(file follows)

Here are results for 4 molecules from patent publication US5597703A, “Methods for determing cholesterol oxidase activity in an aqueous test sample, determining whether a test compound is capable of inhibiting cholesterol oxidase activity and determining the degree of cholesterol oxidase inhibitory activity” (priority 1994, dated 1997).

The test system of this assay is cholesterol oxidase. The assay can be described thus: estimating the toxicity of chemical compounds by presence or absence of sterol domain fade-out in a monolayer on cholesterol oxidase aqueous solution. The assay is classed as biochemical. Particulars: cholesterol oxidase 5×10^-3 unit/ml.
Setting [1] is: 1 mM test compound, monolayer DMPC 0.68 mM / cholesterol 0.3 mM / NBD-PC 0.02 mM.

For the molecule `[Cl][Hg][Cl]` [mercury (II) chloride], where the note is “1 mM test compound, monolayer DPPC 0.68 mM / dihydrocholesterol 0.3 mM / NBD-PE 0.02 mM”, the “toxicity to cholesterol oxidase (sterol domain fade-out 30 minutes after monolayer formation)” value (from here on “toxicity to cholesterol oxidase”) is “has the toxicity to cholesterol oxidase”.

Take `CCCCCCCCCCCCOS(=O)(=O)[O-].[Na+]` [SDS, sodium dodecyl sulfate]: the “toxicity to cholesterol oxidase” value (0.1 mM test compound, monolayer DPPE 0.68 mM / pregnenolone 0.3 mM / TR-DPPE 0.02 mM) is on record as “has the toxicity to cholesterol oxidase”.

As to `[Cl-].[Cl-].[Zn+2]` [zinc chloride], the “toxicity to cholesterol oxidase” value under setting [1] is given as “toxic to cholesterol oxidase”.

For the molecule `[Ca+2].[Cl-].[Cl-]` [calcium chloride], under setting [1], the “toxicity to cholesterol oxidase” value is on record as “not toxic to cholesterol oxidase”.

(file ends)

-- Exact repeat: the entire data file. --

Here are results for 4 molecules from patent publication US5597703A, “Methods for determing cholesterol oxidase activity in an aqueous test sample, determining whether a test compound is capable of inhibiting cholesterol oxidase activity and determining the degree of cholesterol oxidase inhibitory activity” (priority 1994, dated 1997).

The test system of this assay is cholesterol oxidase. The assay can be described thus: estimating the toxicity of chemical compounds by presence or absence of sterol domain fade-out in a monolayer on cholesterol oxidase aqueous solution. The assay is classed as biochemical. Particulars: cholesterol oxidase 5×10^-3 unit/ml.
Setting [1] is: 1 mM test compound, monolayer DMPC 0.68 mM / cholesterol 0.3 mM / NBD-PC 0.02 mM.

For the molecule `[Cl][Hg][Cl]` [mercury (II) chloride], where the note is “1 mM test compound, monolayer DPPC 0.68 mM / dihydrocholesterol 0.3 mM / NBD-PE 0.02 mM”, the “toxicity to cholesterol oxidase (sterol domain fade-out 30 minutes after monolayer formation)” value (from here on “toxicity to cholesterol oxidase”) is “has the toxicity to cholesterol oxidase”.

Take `CCCCCCCCCCCCOS(=O)(=O)[O-].[Na+]` [SDS, sodium dodecyl sulfate]: the “toxicity to cholesterol oxidase” value (0.1 mM test compound, monolayer DPPE 0.68 mM / pregnenolone 0.3 mM / TR-DPPE 0.02 mM) is on record as “has the toxicity to cholesterol oxidase”.

As to `[Cl-].[Cl-].[Zn+2]` [zinc chloride], the “toxicity to cholesterol oxidase” value under setting [1] is given as “toxic to cholesterol oxidase”.

For the molecule `[Ca+2].[Cl-].[Cl-]` [calcium chloride], under setting [1], the “toxicity to cholesterol oxidase” value is on record as “not toxic to cholesterol oxidase”.